In addition to his breach of the financial contract with Emily and Anne Bront, Newbys deceptive practices extended to his need to conceal the true identity of Ellis (and Acton) Bell so as to exploit the initial confusion for his own financial gain. In his unbridled greed, Newby went as far as purchasing newspaper advertisements that implied that the three sisters were the same person. This confusion was echoed in the earliest reviews of Wuthering Heights. The Athenaeum, in its July 8, 1848, review, surmised that all three novels (Jane Eyre, Wuthering Heights, and Agnes Grey) were possibly the work of the same author while punning on their nom de guerre: The three Bells, as we took occasion to observe when reviewing Wuthering Heights, ring in a chime so harmonious as to prove that they have issued from the same mould. The resemblance borne by their novels to each other is curious. . . . The Bells must be warned against their fancy for dwelling upon what is disagreeable. . . . Were the metal of this Bell foundry of baser quality that it is, it would be lost time to point out flaws and take exceptions. As matters stand, our hints may not be without their use to future castings. Two years following Emily Bronts death, Sydney Dobell, in an article published in The Palladium, opined that Wuthering Heights was the early work of Currer Bell, the female author of Jane Eyre, characterizing the book as masculine and finding cause to praise certain elements. Who is Currer Bell? is a question which has been variously answered, and has lately, we believe, received in wellinformed quarters, a satisfactory reply. A year or two ago, we mentally solved the problem thus: Currer Bell is a woman. Every word she utters is female. Not feminine, but female. There is a sex about it which cannot be mistaken, even in its manliest attire. Though she translated the manuscript of angelsevery thought neutral and every feeling cryptogamousher voice would betray her.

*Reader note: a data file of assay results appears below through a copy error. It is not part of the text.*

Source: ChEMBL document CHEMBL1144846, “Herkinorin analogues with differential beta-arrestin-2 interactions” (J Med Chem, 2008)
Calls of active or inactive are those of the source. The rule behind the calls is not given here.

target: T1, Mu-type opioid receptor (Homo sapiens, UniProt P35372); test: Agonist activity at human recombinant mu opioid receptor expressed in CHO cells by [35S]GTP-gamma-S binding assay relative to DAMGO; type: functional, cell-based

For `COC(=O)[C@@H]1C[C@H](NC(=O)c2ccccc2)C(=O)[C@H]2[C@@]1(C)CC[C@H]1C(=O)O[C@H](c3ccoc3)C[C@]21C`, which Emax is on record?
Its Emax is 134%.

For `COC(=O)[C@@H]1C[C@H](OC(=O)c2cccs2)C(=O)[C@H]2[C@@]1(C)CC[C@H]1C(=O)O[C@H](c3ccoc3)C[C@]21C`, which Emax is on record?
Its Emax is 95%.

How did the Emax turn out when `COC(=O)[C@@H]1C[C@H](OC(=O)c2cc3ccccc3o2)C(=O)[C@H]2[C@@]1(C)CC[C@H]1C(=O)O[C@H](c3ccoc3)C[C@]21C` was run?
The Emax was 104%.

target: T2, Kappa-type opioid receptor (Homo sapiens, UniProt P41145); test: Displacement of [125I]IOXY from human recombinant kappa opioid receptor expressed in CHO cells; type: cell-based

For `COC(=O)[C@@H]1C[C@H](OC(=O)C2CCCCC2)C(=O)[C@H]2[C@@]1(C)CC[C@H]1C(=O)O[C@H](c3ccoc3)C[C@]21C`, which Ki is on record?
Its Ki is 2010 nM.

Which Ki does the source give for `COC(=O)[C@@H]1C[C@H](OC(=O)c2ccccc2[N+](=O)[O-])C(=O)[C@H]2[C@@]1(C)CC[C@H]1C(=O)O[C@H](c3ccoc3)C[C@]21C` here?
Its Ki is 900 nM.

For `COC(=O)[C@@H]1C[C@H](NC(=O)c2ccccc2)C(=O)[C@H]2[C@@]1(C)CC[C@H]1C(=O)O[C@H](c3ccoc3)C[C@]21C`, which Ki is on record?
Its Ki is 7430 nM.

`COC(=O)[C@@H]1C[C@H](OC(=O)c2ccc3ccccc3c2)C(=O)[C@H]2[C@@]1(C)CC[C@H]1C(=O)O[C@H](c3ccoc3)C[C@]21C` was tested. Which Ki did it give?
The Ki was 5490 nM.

**** Laying aside Wildfell Hall, we open Wuthering Heights, as at once the earlier in date and ruder in execution. We look upon it as the flight of an impatient fancy fluttering in the very exultation of young wings; sometimes beating against its solitary bars, but turning, rather to exhaust, in a circumscribed space, the energy and agility which it may not yet spend in the heavensa youthful story, written for oneself in solitude, and thrown aside till other successes recall the eyes to it in hope. **** . . . [T]here are passages in this book of Wuthering Heights of which any novelist, past or present, might be proud. . . . There are few things in modern prose to surpass these pages for native power. We cannot praise too warmly the brave simplicity, the unaffected air of intense belief . . . the nice provision of the possible even in the highest effects of the supernatural. . . . When Newby brazenly submitted Annes second novel, The Tenant of Wildfell Hall, as the work of Currer Bell to the American publishing house Harper Brothers, Charlotte and Anne went to London in summer 1848 to meet with Smith, Elder and confirm that the Bells were, in fact, three sisters.** When Newby died in 1882, his name and notoriety were added to a long list of opportunistic publishers before him, though he managed, unbeknownst to him, to have delivered an abiding literary classic that he could never appreciate. Ironically, his disreputable and underhanded participation in publishing Wuthering Heights served to augment the novels mystique. Significantly, it was Sydney Dobells review in The Palladium, shortly before a second edition appeared, that gave Charlotte confidence that Wuthering Heights would now receive a more favorable reception. It should be noted, however, that Dobells review was not entirely complimentary. As Melvin Watson points out (Wuthering Heights and the Critics), though Dobell expiated on the brilliance of the work more fully